Look, evolution, we’ve talked about this. You can’t just slap some makeup on an ostrich and then pretend like it’s a totally different bird. Call it a “seriema" if you want to, but come on; we know.
"How should I decorate this nyala? I’m thinking maybe spiral horns."
"Sure, evolution, spiral horns are pretty cool."
"And orange legs."
"Bold choice, but all right…"
"And maybe some facial markings. And fringy hair!"
"Hey, don’t get too carried away, okay? It’s just an antelope."
"Ooh, how about some stripes? Stripes are majestic."
"Hmm. It kind of just looks like a bird pooped all over it."
"No. It looks majestic.”
"Whatever you say."
Evolution tried to start a sports league once, but it turned out competitive leaf-eating just wasn’t all that interesting to watch. Nice jerseys on the saddleback caterpillars, though.
Source: Flickr / Mary Keim
Oh, dear—it looks like evolution got into the nail polish again. Sorry about that, variegated grasshopper.
"Oh, what a cute little mouse!"
"It’s not a mouse! It’s a marsupial called an antechinus."
"Sorry, evolution, my mistake. Still cute, though."
"Isn’t he? And he’s excited, because he’s almost eleven months old, and that means he finally gets to start mating."
"Aw, that’s nice."
"He’s going to run around getting it on with as many females as he can for the next two or three weeks."
"And he’ll have sex with each of them for up to 14 hours at a stretch."
"And he’ll get so exhausted from all the frantic mating that his fur starts falling off, and he contracts gangrene."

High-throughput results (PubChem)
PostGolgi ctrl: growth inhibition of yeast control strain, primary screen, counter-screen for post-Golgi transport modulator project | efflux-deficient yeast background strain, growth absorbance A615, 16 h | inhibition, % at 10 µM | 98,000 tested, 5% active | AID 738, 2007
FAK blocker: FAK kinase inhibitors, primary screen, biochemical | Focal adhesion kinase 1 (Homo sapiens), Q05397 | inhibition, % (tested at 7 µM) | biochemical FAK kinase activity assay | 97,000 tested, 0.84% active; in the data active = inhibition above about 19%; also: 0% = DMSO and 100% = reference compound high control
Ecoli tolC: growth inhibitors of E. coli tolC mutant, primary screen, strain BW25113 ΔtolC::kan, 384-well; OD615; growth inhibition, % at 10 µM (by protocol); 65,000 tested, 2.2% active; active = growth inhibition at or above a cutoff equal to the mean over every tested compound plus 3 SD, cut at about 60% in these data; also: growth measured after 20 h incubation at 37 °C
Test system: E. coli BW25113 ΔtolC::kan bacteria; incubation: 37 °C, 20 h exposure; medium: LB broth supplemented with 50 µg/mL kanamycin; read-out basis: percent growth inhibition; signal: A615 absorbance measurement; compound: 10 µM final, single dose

"What? Jesus. Then does he take a break, at least?"
"Nah, not really. He basically keeps doing it until he gets so sick and stressed out that he dies. ‘Suicidal reproduction,’ I’m calling it.”
"Are you serious? He’s going to mate himself to death?”
"Yeah, but he doesn’t know it yet. Happy coming-of-age, antechinus!"
"You’re sick, you know that?"
Hey, friends. I have a few announcements!
I am working on a WTF, Evolution? book! I’ve been working on it for a while now, in fact. It’ll be out in fall 2014 and will include some familiar weird faces, many strange new beasts, and a whole lot of extra goodies. Want to know where the pigbutt worm lives, whether the sage grouse is endangered, or what additional elongated appendages the tapir has? I will tell you. Possibly more than you wanted to know.
Never fear—blog service will continue uninterrupted in the meantime. And I will keep you all updated as things progress. I’m pretty excited about this, and I hope you will be too—and needless to say, none it would have happened if I didn’t have an audience, so thank you all immensely for that.
Announcement 2 (related to Announcement 1)
I’m looking for scientists to help me fact-check the book! It’s because I love you all, and I want the things I tell you to be true (except for the things that I have obviously completely made up).
If you’re a biologist/zoologist/taxonomist/weirdanimalologist and WTF, Evolution? fan, I would love to run some pages by you and have you double-check my species identifications, descriptions, and basic facts. I’ve done my research—a lot of it—but I’m not a specialist. I’ve been so grateful to have the support and following of people in the scientific community so far, and with your help I can make sure that this book is as accurate and informative as it is (hopefully) entertaining.
I’m looking for scientists who specialize in: fish, birds, amphibians, reptiles, mammals, insects, spiders, marine invertebrates, parasites, plants, evolutionary theory, or probably just about anything else that falls under the umbrella of “life.” If you’re interested, drop me a line at email@example.com, tell me what you study, and I’ll see if there might be some pages for you. If we do end up working together, I’ll acknowledge you in the book and send you a signed copy in thanks when it comes out. Which is, again, this fall.
Evolution sent the tortoise beetle from the future. And the future is shiny as hell.